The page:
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PRE-CONFERENCE 2nd of May 2018, 09.00-16.00

WHAT IS FIT, The research behind it AND HOW TO DO IT?

A one-day primer and crash-course with Bruce Wampold and Scott D. Miller!

BRUCE WAMPOLD AND SCOTT D. MILLER
BRUCE WAMPOLD AND SCOTT D. MILLER

Feedback Informed Treatment (FIT) has been growing in popularity in the global community of behavioural health service providers. Developed by Dr. Scott Miller, FIT is a pan theoretical approach that does not dictate which therapeutic model is used. Rather, FIT involves soliciting ongoing feedback from clients on their progress and the therapeutic alliance through the routine administration of outcome and alliance measures no matter which therapeutic model is used.

Although any valid and reliable outcome and alliance measures can be used by a FIT practitioner, recognizing that regular administration of outcome and alliance measures might be onerous Miller and colleagues developed the Outcome Rating Scale (ORS) and Session Rating Scale (SRS). Designed to be feasible for use at every session, these ultra-brief measures take only a few minutes to administer score and track, without sacrificing reliability and validity. Feedback gathered by administration of the measures allows practitioners to quickly determine if the theoretical approach used is having a positive effect and if service is on track with client preferences.  The real time nature of the feedback allows practitioners to make timely adjustments to their approach to better meet each client’s needs.  Using this approach has resulted in a reduction in drop-out rates, increased client satisfaction and improved outcomes, ultimately saving health care dollars. 

How often does your therapist ask you how they’re doing? Or give you questionnaires to complete to see how you’re doing? An approach called Feedback Informed Treatment or FIT does just that — uses the client’s feedback to inform and guide the treatment. FIT is about empowering the client and increasing the client’s voice. It involves routinely and formally soliciting feedback from clients.

Receiving ongoing formal feedback from clients has clear-cut benefits. It’s been shown to boost the effectiveness of therapy, including enhancing clients’ wellbeing and decreasing dropout rates and no-shows.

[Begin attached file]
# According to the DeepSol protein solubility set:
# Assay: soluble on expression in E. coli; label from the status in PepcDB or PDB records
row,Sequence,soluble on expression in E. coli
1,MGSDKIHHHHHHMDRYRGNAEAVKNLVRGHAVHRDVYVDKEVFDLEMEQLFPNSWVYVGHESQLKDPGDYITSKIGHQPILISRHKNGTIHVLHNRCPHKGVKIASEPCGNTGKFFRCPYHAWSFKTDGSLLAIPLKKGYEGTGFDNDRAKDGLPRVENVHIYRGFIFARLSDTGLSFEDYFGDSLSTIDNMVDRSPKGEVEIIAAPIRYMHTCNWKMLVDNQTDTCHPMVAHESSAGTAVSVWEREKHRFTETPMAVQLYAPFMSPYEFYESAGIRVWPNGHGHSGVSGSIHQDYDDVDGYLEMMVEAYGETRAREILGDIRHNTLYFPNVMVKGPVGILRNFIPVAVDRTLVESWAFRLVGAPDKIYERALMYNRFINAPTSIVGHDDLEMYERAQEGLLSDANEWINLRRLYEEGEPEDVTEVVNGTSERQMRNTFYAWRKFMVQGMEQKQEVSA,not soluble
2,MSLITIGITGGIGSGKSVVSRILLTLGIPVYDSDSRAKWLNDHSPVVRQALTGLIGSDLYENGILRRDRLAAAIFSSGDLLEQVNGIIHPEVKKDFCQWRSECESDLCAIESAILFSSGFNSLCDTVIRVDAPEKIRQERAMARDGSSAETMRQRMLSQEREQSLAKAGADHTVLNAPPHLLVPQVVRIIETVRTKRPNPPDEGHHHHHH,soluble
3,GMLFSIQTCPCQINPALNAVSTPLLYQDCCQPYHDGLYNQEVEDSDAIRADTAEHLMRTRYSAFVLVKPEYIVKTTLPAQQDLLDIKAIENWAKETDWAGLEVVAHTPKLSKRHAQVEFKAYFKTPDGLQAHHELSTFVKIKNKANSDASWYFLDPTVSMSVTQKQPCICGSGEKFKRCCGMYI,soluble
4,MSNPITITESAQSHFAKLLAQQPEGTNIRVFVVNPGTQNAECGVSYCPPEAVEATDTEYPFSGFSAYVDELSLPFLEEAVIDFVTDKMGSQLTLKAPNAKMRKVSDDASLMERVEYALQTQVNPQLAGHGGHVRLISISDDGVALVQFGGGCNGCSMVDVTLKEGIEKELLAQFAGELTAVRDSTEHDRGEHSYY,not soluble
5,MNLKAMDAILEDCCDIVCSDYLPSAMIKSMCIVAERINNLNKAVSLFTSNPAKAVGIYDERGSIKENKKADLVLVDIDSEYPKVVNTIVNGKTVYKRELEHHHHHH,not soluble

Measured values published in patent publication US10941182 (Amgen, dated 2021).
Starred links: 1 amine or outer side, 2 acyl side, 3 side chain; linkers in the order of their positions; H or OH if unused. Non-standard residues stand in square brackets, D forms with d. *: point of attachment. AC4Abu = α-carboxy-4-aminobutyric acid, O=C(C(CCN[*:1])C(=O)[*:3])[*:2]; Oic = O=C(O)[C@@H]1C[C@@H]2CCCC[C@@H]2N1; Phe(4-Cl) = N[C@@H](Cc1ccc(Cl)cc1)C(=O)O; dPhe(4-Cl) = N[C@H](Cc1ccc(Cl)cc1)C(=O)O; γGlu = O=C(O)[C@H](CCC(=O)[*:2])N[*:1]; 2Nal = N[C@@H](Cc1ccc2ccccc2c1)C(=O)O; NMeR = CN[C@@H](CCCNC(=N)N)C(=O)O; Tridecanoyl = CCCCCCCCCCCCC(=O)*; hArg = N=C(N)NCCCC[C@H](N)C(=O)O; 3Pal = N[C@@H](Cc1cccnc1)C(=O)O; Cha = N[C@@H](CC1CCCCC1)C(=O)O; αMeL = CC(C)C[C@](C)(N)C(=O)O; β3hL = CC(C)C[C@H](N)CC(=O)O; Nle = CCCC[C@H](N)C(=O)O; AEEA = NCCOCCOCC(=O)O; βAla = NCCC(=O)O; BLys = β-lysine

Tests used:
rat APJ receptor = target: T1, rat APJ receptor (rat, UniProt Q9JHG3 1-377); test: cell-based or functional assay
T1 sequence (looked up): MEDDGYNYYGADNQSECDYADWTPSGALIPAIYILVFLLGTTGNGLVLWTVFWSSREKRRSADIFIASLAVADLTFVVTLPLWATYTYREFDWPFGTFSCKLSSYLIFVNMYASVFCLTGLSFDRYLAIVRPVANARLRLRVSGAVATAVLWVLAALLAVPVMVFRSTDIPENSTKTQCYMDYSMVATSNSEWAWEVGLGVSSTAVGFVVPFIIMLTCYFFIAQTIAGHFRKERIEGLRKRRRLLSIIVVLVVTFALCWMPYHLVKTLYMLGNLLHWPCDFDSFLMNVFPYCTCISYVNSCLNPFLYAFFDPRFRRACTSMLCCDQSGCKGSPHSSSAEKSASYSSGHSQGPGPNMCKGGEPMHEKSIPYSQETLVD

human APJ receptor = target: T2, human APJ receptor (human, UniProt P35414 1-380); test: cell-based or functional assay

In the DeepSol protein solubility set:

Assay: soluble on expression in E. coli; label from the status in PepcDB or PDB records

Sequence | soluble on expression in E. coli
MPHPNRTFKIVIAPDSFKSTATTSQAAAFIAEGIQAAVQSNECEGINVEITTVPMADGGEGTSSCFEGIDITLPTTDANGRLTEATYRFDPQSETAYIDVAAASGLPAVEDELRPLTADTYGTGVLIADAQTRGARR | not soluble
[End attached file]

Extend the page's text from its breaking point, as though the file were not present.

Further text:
Today, two of the most popular measures for soliciting feedback are the Outcome Rating Scale (ORS) and the Session Rating Scale (SRS), which both feature four items. The ORS, which a client completes at the start of a session, asks about their wellbeing. The SRS, which is filled out at the end, asks about the therapist’s performance. For instance, one item asks if the client felt heard, understood and respected during the session. Another asks if they worked on or talked about what they wanted to.

Earlier work by pioneer researcher Michael Lambert and colleagues at university counseling centers found that giving therapists feedback on their clients’ wellbeing had a huge impact on their improvement. Feedback was especially critical for clients who weren’t getting better, since this group tends to leave therapy early (Lambert, Harmon, Slade, Whipple & Hawkins, 2005).

Research, which implemented the ORS and SRS, also showed significant improvements when feedback was given (e.g., Miller, Duncan, Brown, Sorrell, Chalk, 2006; Reese, Norsworthy & Rowlands, 2009).
A 2009 randomized clinical trial of 205 Norwegian couples, the largest randomized study of couples ever done had similar findings: Giving therapists feedback on their performance and the couples wellbeing almost doubled the effectiveness of therapy (Anker, Duncan & Sparks, 2009).

  • 08.30 Registration
  • 09.00–16.00 Pre-Conference
  • 19.00-21.00 (optional) Conference Dinner at the Kitchen & Table restaurant in the Clarion Grand Hotel
Bruce Wampold

Bruce E. Wampold is the Patricia L. Wolleat Professor of Counseling Psychology and clinical professor of psychiatry at the University of Wisconsin—Madison.

Wampold is known for developing the contextual model of psychotherapy, which constitutes an alternative to the prevailing theory of the effectiveness of psychotherapy, known as the medical model.

Scott D. Miller, Ph.D. is the founder of the International Center for Clinical Excellence.
Dr. Miller conducts workshops and training in the United States and abroad, helping hundreds of agencies and organizations, both public and private, to achieve superior results. He is one of a handful of "invited faculty" whose work, thinking, and research is featured at the prestigious "Evolution of Psychotherapy Conference." His humorous and engaging presentation style and command of the research literature consistently inspires practitioners, administrators, and policy makers to make effective changes in service delivery.

Come to be educated, leave inspired!

PLEASE NOTE:  All conference presentations will be offered in English.